This Monday – 11th April 2016 – a roadside bomb hit a minibus in the Bagrami district just east of the capital city, Kabul.
The minibus was carrying workers from Afghanistan’s Ministry of Education to their offices. The attack killed two and wounded seven.
Only hours later, a suicide bomber on a motorised tricycle crashed into a minibus carrying army recruits from Jalalabad to Kabul for training. The attack took place just outside Jalalabad, in the Nangarhar Province of eastern Afghanistan. The attack is reported to have killed 12 and injured a further 38, some of whom are said to be in critical condition in the main hospital in Jalalabad.
The Taliban has claimed responsibility for the Jalalabad attack. No group has so far claimed responsibility for the Kabul attack but is likely to have been perpetrated by an insurgency group, possibly the Taliban, who regularly target government employees.
Insurgency groups in Afghanistan appear to be increasing their attacks, with a suicide bomber last week killing six and injuring a further 26, among which were security officers.
AOAV’s Explosive Violence Monitor recorded 35 explosive attacks in Afghanistan between January and March 2016, killing and injuring 277 civilians. Afghanistan has continued to struggle with insurgency groups this year, with at least 19 of these attacks in the last three months committed by non-state actors, predominantly from the Taliban, but also by ISIS affiliates.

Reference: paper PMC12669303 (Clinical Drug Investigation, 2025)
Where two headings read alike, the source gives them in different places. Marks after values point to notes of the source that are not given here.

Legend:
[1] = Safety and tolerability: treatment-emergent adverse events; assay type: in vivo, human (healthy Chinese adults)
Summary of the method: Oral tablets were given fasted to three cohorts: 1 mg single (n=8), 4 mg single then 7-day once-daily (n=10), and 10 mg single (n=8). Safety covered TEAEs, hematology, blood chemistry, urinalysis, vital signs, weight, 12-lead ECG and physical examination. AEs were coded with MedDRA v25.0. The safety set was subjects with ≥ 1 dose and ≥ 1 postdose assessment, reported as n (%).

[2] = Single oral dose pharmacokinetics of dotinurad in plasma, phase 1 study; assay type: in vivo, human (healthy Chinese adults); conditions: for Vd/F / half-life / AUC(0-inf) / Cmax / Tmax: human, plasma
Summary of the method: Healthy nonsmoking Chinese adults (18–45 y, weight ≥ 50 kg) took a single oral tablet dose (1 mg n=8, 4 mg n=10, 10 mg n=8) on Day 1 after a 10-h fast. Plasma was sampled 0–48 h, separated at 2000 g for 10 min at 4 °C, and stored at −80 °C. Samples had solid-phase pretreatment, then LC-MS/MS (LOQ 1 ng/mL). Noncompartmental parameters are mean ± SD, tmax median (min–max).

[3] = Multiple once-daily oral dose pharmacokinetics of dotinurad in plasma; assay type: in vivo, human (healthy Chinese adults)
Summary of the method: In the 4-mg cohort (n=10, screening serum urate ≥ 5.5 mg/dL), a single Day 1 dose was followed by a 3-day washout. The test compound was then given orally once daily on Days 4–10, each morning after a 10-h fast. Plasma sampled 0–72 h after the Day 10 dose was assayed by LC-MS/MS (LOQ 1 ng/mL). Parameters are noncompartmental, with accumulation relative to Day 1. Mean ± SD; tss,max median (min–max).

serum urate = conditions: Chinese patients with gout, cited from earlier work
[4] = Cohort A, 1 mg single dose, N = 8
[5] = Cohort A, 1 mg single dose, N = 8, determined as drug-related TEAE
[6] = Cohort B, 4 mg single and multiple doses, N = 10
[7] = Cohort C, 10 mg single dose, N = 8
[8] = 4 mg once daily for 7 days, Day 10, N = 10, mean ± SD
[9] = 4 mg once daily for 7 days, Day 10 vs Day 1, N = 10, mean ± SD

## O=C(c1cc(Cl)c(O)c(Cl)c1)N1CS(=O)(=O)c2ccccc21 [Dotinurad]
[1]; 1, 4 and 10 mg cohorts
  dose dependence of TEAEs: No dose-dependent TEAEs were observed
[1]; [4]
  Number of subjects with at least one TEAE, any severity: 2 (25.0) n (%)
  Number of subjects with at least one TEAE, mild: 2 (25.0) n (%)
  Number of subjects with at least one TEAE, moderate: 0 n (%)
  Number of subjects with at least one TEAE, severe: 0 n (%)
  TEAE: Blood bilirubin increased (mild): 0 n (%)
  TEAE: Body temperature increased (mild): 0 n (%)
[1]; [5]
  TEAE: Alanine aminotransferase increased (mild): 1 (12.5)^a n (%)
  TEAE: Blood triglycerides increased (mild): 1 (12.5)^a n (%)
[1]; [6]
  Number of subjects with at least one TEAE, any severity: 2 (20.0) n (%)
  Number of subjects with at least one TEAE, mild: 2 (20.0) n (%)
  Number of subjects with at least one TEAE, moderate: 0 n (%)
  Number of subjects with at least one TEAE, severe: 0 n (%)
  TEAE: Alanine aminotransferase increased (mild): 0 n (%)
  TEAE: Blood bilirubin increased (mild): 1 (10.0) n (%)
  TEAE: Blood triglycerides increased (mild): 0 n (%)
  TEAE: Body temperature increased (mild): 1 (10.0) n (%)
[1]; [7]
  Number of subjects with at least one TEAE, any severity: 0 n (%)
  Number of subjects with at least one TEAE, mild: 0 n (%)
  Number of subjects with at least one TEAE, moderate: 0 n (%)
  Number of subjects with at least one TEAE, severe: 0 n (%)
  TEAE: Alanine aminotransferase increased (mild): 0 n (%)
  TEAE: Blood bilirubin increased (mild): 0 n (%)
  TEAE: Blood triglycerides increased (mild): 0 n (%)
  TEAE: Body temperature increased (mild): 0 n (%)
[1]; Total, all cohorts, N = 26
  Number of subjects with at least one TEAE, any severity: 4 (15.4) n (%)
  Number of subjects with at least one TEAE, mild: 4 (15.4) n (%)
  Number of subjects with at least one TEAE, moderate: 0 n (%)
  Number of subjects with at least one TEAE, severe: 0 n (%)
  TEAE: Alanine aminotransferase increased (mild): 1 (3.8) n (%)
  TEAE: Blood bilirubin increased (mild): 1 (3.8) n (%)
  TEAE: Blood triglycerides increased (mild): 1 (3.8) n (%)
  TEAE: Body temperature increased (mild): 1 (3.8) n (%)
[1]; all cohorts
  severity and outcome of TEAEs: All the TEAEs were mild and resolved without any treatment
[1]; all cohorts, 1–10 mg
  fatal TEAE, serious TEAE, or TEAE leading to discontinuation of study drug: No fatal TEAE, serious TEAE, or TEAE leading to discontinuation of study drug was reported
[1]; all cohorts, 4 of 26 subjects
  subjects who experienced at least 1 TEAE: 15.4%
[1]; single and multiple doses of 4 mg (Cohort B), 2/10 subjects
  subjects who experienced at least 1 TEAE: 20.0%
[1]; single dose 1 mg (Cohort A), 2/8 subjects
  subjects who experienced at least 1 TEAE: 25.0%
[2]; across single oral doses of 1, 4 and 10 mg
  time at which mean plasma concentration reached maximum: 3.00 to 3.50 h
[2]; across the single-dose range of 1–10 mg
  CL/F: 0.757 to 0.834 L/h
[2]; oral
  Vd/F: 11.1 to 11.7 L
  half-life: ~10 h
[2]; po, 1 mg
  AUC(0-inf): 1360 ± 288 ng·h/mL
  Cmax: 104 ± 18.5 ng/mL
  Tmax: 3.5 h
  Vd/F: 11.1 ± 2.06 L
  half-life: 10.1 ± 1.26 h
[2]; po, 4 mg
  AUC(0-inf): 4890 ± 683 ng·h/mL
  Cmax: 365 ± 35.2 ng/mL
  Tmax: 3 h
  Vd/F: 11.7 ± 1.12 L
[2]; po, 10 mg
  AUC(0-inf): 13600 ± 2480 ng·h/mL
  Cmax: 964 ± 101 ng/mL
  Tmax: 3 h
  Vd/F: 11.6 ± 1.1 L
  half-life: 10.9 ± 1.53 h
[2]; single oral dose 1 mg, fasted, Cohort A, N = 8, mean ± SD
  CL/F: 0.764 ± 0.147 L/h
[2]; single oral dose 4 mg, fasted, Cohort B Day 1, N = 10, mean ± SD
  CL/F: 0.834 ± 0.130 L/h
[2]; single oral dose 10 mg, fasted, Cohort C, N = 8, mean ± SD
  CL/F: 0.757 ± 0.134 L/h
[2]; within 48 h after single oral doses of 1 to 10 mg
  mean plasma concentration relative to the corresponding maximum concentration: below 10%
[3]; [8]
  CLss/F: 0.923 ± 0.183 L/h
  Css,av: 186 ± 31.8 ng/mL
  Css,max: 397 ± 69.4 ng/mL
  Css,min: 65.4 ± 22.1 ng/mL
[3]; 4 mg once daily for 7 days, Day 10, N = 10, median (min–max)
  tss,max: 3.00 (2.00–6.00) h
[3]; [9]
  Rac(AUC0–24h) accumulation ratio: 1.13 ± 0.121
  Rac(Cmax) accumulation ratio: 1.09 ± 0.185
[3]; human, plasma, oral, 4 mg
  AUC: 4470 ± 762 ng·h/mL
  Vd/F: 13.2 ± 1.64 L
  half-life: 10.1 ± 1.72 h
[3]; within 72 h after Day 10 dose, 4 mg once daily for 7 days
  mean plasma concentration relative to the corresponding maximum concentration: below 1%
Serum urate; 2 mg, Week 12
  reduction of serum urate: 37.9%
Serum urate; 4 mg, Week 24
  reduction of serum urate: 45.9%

Though these most recent attacks focus on government officials and security forces, explosive violence by non-state actors has accounted for 252 civilian deaths and injuries in Afghanistan in the last 3 months, 91% of all civilian deaths and injuries recorded in this period.
Our wider overview of explosive violence attacks in Afghanistan can be read here.
All attacks in this period by known perpetrators as well as these most recent attacks were carried out using IEDs, and at least 64% between January and March were suicide bombers. AOAV’s Explosive Violence Monitor 2014 found that suicide attacks were the most dangerous form of IED attack worldwide.
AOAV strongly condemns the use of violence against civilians and calls upon all groups to reject the deliberate targeting of civilians. States must urgently address the threat of suicide bombings and other forms of IED attacks. Reports by AOAV show the increasing use and harm of suicide bombings around the world. It is a growing reality that highlights the need for urgent preventative measures that all States should establish – such as stockpile controls – to limit groups’ ability to produce these and other IEDs.
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